Wedding Shows And Viewers

The Growing Popularity of Wedding-Related Shows and how it affects different types of viewers

Albeit a slightly different type of post than what we are use to, but nonetheless will appeal to many of our readers…

Who would have thought that someday you would be able to watch on a television show brides choosing their wedding dress? Well, that is possible now. With the rise of reality shows, there has emerged TV shows portraying the toughest decision of a soon-to-be wife, picking a wedding dress. Some of these TV shows are in a successful long run, for example, Say Yes To The Dress (TLC) which had its debut in 2007, while others remain unknown or are still paving its road to success.

Needless to say, reality shows are a trend, whether it is in the United States or in a different country it is true that these kind of shows are taking over by a storm. With that said, it is important to note that other types of reality shows are already settled in the market, but this newcomer is becoming more and more popular worldwide. Therefore, using Say Yes To The Dress as an example, it is easy to notice how interesting this subject can be. Having its American premiere in the 12th of October 2007 on TLC, the show became a hit and has been broadcasted all over the world. Meanwhile, the UK version goes by the same name and had its debut in 2016, also on TLC, featuring the TV personality Olivia Buckland. The second season started in 2017 and was starred by Welsh fashion designer David Emanuel, the creator of Princess Diana’s wedding dress.

With a successful broadcast for more than 10 years, the show focus solely on the dress and how the bride will react to each and every style shown to her, or, maybe, even paying for a fashion designer to create an unique gown. Therefore, the bride, accompanied by her friends, family and, sometimes, groom, has the mission to choose a dress that fits her budget and taste. In the US version, the main star Randy Fenoli, a renowned American fashion designer, leads each episode with a light-hearted comedy and a hint of sass, capturing not only the viewers’ heart but also the customers’. In the meantime, on the other side, there’s the group brought by the bride, who ends up crying most of the time, giving their heavy and occasionally cruel criticism.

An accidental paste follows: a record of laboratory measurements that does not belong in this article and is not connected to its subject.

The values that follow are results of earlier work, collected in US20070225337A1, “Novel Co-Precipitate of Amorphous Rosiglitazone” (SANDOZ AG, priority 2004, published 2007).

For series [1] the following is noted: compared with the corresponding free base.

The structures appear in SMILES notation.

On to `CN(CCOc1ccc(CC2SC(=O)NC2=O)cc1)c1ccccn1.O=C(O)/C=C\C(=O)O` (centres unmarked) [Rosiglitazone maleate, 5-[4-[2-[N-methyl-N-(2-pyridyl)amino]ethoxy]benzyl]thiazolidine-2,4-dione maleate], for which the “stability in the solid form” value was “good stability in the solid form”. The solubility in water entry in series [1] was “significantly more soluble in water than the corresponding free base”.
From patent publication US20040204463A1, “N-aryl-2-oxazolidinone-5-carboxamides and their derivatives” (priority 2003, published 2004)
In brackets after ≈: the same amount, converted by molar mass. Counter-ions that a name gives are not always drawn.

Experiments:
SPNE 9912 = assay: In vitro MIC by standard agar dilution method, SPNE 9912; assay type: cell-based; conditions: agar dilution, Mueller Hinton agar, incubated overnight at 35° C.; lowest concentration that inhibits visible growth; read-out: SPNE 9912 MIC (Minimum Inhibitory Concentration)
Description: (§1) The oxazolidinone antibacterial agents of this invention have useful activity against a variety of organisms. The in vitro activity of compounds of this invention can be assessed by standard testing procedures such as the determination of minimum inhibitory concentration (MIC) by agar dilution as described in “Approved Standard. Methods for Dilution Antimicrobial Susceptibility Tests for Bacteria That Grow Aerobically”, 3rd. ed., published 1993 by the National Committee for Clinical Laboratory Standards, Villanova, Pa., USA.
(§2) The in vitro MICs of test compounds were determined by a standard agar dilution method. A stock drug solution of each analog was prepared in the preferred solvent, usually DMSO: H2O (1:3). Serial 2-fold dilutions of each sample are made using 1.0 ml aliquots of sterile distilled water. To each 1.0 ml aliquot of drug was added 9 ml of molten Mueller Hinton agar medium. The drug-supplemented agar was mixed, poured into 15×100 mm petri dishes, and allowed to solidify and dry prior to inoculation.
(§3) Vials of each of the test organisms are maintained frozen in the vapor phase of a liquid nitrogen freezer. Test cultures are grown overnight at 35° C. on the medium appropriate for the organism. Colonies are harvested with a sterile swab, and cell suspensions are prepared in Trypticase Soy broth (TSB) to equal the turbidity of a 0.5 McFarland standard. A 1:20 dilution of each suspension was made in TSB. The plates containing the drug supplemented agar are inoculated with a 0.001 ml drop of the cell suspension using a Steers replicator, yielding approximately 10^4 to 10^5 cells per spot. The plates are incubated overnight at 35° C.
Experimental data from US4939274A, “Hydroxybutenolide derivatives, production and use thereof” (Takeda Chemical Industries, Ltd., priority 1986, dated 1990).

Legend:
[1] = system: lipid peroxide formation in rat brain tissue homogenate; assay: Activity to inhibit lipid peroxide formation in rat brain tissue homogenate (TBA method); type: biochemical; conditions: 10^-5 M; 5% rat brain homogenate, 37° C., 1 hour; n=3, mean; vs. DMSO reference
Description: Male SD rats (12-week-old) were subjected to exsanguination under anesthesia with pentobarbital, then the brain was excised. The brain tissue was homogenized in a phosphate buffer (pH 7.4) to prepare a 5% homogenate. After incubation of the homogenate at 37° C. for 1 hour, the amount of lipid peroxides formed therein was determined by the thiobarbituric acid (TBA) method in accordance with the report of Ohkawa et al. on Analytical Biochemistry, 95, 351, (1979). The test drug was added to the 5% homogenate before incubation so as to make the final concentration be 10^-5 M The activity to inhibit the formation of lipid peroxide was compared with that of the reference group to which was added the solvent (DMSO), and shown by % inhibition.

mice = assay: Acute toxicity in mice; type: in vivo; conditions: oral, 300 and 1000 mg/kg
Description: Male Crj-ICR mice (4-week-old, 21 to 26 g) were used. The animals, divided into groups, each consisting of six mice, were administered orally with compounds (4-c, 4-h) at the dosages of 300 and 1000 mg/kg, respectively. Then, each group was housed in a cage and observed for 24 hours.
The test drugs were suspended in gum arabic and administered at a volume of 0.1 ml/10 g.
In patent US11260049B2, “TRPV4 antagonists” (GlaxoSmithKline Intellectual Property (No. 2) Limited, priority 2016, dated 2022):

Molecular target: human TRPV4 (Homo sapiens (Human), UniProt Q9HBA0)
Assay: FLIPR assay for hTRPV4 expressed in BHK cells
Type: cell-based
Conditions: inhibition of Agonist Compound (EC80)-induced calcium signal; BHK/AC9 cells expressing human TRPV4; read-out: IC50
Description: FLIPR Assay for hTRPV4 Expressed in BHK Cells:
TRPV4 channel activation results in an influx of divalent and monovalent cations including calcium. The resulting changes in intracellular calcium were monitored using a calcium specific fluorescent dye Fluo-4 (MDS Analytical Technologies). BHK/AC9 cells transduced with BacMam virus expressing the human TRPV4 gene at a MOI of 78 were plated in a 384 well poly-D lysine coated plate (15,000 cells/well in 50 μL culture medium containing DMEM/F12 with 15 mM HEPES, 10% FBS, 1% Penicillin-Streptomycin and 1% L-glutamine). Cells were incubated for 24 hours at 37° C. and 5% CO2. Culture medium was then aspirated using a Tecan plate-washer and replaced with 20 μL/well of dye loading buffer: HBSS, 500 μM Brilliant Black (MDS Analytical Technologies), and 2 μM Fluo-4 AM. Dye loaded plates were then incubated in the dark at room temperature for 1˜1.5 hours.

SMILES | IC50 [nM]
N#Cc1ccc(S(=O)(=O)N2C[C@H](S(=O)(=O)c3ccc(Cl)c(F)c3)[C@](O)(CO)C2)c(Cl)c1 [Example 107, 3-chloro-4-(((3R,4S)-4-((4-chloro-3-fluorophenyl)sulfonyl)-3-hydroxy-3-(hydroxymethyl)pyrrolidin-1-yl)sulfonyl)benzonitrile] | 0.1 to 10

It is a common knowledge that choosing the perfect gown is like finding a needle in a haystack, thus the bride needs to visit several designers before she finds her dream dress. The US program uses that as an eye-catcher, showing the downside of the process as the bride’s choices get torn apart by her so-called helpers that make no effort at keeping it light. That’s where the UK version fails. David Emanuel, a way too kind lead, bears no effort at praising the bride’s choices, who, unlike the American ones, is always decisive in her wants and needs. Therefore, while the US version is a reality show, the UK version serves as an inspirational program that helps a bride through the hardship of choosing a wedding dress.

Common Lie Detector Questions

When it comes to a polygraph test, people find that they are asked all kinds of different problems over the course of their pre-test, the actual polygraph test uk, and the post-test review which comes after. Some questions are designed for a particular purpose, and you’re likely to hear them on more than one occasion. We’re taking a look at some of the most common lie detector test questions that you could hear.

Have you ever told a lie?

This is a question which is asked on a fairly frequent basis when it comes to a polygraph test. This is because the question ‘have you ever told a lie?’ is a common control question. To understand what your vital signs will look like when you’re lying, they ask a question of this kind. This is because most people will in fact lie and say that they’ve never told a lie, to come across as cooperative and truthful. However, this is nearly always a lie in itself, and so the examiner will have a clear understanding of what the vitals look like with a small lie.

You were in born in _____ , right?

This type of question may seem relatively straightforward, but it is in fact not. The examiners will already know about the personal details of the subject, so the year of birth that they offer is going to be wrong. This is a deliberate move and is designed to confuse. The premise being that the more confused someone gets, the more likely that they are to make a mistake and confess to something they’re trying to hide.

What is your connection to _____?

These kinds of questions are ones who can not be answered with just a yes or no answer. The problem with asking closed questions is that you’ll find that people will just answer with one word. This makes it harder to try and get any real information, so examiners often ask more open ended questions during polygraph tests. This means that while they are answering the question, they may feel relaxed enough to go into some detail about their connection to a person or event, which then gives examiners more to work with.

Overall, these are just a few of the different questions which you might encounter while taking a polygraph test. A polygraph test is a potent tool for making sure that someone is telling the truth, but the effectiveness of the trial overall is very much dependant upon the type of questions which you ask. If you focus only on issues which are closed off and require one-word answers, then you may find that you limit the information you can get, and also make it harder to find out if someone is lying. Open ended questions are therefore a better choice from the perspective of gathering information because they’re more likely to generate a significant amount of information and provide a better insight into whether someone is telling the truth or not.